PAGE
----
Iowa becomes ‘Hockeytown’
Iowa welcomed in its seventh hockey team on Monday when the Iowa Wild were officially introduced as “Iowa’s hockey team” and the Minnesota Wild’s new American Hockey League (AHL) minor league affiliate.
However, for a team that just started its operations in Des Moines on Monday, they might be jumping the gun on the “Iowa’s hockey team” moniker and must have not have done their research on the other teams around the area that all have healthy fan bases.
If there is anywhere in Iowa I would want to move to though, it would be in the middle of the seven-mile radius between the Des Moines Buccaneers Arena and the Wells Fargo Arena, preferably with season tickets to both teams.
Iowa has an interesting history involving hockey teams in the state. The current five teams that represent the state of Iowa in the Tier I US Hockey League find their homes in Sioux City, Waterloo, Des Moines, Cedar Rapids, and our own Dubuque Fighting Saints.
In the past Iowa has had the Dubuque Thunderbirds and currently have the Quad City Jr. Flames in Davenport, a team part of the Tier III Central States Hockey League. Iowa has also had teams from the AHL, the Iowa Stars and Iowa Chops, which is commonly known as the minor league of the National Hockey League (NHL).
When the Iowa Chops left Des Moines, it was only a matter of time before the Wells Fargo Arena and a professional team would be matched together again. Not to mention it geographically makes sense for Minnesota, who had their minor league team in Houston since 2001, to have their top minor league system three and a half hours away.
Apparently Iowa isn’t just known for its corn, hogs, and cattle, we can add hockey to this list.
Other news that came out last week was that the NHL would be adding five other outdoor games besides its annual “Winter Classic” on New Year’s Day each year.
With this news it brings that discussion of whether or not adding these outdoor games is watering down something that worked for the NHL and created such an authentic feeling and positive buzz for the league.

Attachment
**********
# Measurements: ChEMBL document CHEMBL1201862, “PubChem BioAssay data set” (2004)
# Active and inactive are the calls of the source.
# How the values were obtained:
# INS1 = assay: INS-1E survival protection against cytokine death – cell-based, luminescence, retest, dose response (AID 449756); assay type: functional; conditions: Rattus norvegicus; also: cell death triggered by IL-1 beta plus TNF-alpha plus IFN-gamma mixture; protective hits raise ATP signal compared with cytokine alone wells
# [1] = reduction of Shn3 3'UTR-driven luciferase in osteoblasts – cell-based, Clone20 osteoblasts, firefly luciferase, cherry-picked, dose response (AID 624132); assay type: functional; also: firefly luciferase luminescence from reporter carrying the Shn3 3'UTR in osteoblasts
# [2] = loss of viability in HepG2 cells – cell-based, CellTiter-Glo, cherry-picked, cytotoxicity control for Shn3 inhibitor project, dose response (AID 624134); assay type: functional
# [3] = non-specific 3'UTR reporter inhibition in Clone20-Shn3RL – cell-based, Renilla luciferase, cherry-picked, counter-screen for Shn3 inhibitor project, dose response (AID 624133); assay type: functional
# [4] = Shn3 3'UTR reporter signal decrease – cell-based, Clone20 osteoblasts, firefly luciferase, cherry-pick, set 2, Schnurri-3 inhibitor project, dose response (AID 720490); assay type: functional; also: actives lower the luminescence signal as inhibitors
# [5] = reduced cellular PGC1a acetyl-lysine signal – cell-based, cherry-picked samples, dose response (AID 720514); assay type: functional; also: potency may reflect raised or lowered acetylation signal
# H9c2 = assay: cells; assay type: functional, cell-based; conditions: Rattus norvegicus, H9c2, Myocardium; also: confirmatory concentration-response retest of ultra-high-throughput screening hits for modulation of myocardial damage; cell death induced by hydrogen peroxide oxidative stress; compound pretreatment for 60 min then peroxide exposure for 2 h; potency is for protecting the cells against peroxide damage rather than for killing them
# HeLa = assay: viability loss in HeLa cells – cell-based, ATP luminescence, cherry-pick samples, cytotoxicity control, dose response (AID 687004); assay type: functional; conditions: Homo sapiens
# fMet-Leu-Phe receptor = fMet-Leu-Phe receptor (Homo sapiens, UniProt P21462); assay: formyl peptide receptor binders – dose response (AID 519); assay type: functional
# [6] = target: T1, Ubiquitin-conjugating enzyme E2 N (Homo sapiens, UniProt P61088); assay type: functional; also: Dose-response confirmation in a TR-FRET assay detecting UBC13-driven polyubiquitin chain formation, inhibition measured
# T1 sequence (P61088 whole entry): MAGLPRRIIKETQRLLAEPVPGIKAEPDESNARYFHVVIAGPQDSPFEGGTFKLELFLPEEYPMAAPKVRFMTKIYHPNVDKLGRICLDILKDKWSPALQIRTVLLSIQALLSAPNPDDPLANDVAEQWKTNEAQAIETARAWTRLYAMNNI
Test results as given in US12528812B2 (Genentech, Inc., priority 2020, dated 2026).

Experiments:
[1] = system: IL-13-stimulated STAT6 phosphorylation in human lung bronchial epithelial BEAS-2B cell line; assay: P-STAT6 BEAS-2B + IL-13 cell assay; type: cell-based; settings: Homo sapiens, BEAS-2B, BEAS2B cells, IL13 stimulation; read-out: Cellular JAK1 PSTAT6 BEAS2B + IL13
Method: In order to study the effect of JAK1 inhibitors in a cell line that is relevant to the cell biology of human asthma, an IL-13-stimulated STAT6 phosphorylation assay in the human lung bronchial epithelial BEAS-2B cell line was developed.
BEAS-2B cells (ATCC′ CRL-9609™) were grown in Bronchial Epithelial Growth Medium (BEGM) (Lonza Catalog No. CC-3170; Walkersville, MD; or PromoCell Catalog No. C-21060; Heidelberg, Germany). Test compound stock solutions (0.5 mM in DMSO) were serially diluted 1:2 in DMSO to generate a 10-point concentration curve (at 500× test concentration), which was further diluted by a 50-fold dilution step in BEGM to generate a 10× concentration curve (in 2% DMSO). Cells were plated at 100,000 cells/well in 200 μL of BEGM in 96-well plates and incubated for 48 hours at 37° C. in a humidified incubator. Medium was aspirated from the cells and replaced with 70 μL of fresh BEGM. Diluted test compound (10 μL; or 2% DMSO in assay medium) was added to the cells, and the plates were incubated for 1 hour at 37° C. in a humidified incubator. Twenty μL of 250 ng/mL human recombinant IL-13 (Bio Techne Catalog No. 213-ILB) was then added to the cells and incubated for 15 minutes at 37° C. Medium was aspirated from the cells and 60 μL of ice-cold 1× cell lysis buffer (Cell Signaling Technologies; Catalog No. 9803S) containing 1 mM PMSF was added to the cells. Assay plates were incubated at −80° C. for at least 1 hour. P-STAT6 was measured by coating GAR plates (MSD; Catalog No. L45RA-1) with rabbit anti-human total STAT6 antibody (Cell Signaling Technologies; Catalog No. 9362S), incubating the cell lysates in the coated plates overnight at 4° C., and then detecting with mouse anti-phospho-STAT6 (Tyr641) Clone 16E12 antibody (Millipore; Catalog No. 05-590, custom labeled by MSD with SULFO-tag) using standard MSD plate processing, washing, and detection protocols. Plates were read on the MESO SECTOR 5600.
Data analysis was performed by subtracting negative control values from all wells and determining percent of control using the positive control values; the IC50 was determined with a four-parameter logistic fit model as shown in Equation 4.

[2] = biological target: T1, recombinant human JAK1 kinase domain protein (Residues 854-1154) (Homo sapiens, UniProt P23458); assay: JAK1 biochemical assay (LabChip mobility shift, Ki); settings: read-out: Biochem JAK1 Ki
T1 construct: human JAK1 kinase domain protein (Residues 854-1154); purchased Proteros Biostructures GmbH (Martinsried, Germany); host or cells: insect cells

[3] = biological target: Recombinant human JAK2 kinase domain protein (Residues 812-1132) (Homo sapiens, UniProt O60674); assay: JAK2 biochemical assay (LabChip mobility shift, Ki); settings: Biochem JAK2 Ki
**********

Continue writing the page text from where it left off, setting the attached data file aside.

There will be two games hosted at Yankees Stadium, one at Soldier Field in Chicago, one at BC Place in Canada, and one at Dodgers Stadium in LA.
Of course, with five more games added the main benefit for the league is money, roughly 30 million from each outdoor game, which will help the bottom line of the NHL in a year when the salary cap drops.
It is clear the league did not take any risks with where to play the games; all the markets are huge and have loyal fans that will have tickets sold out within minutes of going on sale.
Possibly the biggest reason the league is doing this though is because it has to counter the Sochi Olympics, which will take place next February and put the NHL on hold for a couple weeks.
With all the anticipation and excitement that comes from crowning the best country in hockey, the NHL always has the challenge of keeping that excitement up when all the talent returns back to the league. and We now know the league’s plan is to add these outdoor games before the Olympics and after.
Meanwhile, the NHL’s playoff picture is starting to shape up as April 27, marks the end of the regular season. Coming off a season that saw the No. 8 seed win the Stanley Cup anything could happen this year.
The number one seeded teams this season, Pittsburgh Penguins and Chicago Blackhawks, have been the best throughout the whole season, but the last time both number one seeds made it to the Conference Finals was 2007, and recently number one seeds have been prone to being knocked out early.
If you are not a fan of hockey but want to impress your friends by cheering for a team, choose a team with a red jersey because since 1992 only the Stanley Cup final in 2011 featured two teams that did not wear red.